While the media remains influential, family and friends play a critical role in reinforcing the narratives and guiding an individual into crypto. With 25% of respondents attributing their first crypto purchase to the influence of family and 21% to their friends, the importance of advocacy among existing crypto users is underlined. This is best characterized by a pilot who shared: “I was a skeptic for many years, even though I had friends around me who bought crypto at the time. I always thought it was just one big scam. In November However, in 2021 I decided to reach out to a friend who teaches introductory crypto classes.One year later, I’m deep down the rabbit hole and learning more and more about what web3 has to offer, allowing me to broaden my horizons in both broaden technology as well as finance.”

This is echoed by another individual currently working as a data privacy leader, “I jumped into the crypto space in 2013 after hearing about it from a good friend at school. I was intrigued by the concept of mining for Bitcoin and has never stopped since.”

While job advocacy for crypto remains low, the crypto-native generation is already learning about crypto from workplace conversations

Notably, workplace conversations are the least influential in the crypto conversion journey based on our survey. However, a divide is starting to emerge between the crypto-native generation (those born from 2000 onwards and recently entered the workforce), compared to crypto-immigrants (those born before 2000).

9% of crypto immigrants attribute their first crypto purchase to workplace interactions, compared to 17% of crypto natives. This could possibly indicate a growing interest in crypto among colleagues, or even the discussion of crypto entering the “work” fold, as an increasing number of companies consider the implications of web3, crypto and other distributed ledger technologies. A software engineer who falls into the crypto-native category said:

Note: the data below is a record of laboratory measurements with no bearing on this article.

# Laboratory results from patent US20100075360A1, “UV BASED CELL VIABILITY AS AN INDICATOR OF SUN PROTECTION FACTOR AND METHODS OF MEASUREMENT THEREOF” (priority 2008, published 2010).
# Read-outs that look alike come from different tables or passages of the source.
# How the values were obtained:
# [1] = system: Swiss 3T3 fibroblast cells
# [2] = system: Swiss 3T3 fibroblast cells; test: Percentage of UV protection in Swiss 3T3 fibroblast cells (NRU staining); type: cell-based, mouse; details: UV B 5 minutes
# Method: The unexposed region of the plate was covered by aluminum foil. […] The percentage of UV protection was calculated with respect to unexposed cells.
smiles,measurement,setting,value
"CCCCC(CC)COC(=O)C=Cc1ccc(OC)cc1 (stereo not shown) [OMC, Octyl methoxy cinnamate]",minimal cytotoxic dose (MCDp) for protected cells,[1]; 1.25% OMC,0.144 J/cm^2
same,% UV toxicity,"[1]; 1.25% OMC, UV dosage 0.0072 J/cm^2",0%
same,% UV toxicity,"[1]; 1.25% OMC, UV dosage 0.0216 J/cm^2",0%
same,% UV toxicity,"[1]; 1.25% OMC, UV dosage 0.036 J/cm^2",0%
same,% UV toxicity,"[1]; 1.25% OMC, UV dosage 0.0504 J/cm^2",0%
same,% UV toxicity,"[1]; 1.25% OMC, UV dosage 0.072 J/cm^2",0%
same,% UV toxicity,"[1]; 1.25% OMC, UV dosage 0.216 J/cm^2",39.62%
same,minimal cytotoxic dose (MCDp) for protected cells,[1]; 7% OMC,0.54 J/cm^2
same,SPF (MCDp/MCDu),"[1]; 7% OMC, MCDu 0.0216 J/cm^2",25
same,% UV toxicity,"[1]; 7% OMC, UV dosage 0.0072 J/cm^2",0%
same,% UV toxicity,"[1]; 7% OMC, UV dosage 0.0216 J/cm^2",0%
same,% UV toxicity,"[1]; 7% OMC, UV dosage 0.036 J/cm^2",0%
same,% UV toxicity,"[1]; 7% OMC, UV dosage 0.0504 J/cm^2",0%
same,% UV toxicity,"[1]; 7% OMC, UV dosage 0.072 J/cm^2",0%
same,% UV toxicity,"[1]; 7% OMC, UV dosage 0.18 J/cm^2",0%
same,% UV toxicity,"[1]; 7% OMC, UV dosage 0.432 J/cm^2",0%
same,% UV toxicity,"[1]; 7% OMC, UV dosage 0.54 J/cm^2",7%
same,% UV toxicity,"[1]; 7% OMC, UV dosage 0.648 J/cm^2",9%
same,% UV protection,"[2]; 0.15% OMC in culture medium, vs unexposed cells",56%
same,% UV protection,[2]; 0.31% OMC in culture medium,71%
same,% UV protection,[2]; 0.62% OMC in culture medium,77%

“I got into crypto when it was still viable to mine Ethereum, over an off-topic discussion in my software engineering team. My colleagues and I wanted to evaluate the feasibility of setting up mining rigs with available hardware and software.” Implications for builders – Authority, social proof, scarcity

These findings have important implications for crypto founders and builders looking to include more non-crypto owners in the group, and can be summarized in 3 principles:

1. Authority – Ask any web3 founder how they think about distribution and “social media” will likely be the top-of-mind answer. But as our survey showed, while social media has a role to play (often in shaping public perception), the jump from “crypto curious” to “crypto convert” often relies on authoritative, trusted sources such as the media and news outlets. Founders should not neglect the importance of building authority and credibility of themselves and their companies, including the media and news. Research has shown that establishing credibility and authority before attempting to influence led to greater effectiveness – in a medical setting, patients’ adherence to advice from their doctors and therapists increased by 34% when the professionals showed their grades, posted awards and certifications on the wall. .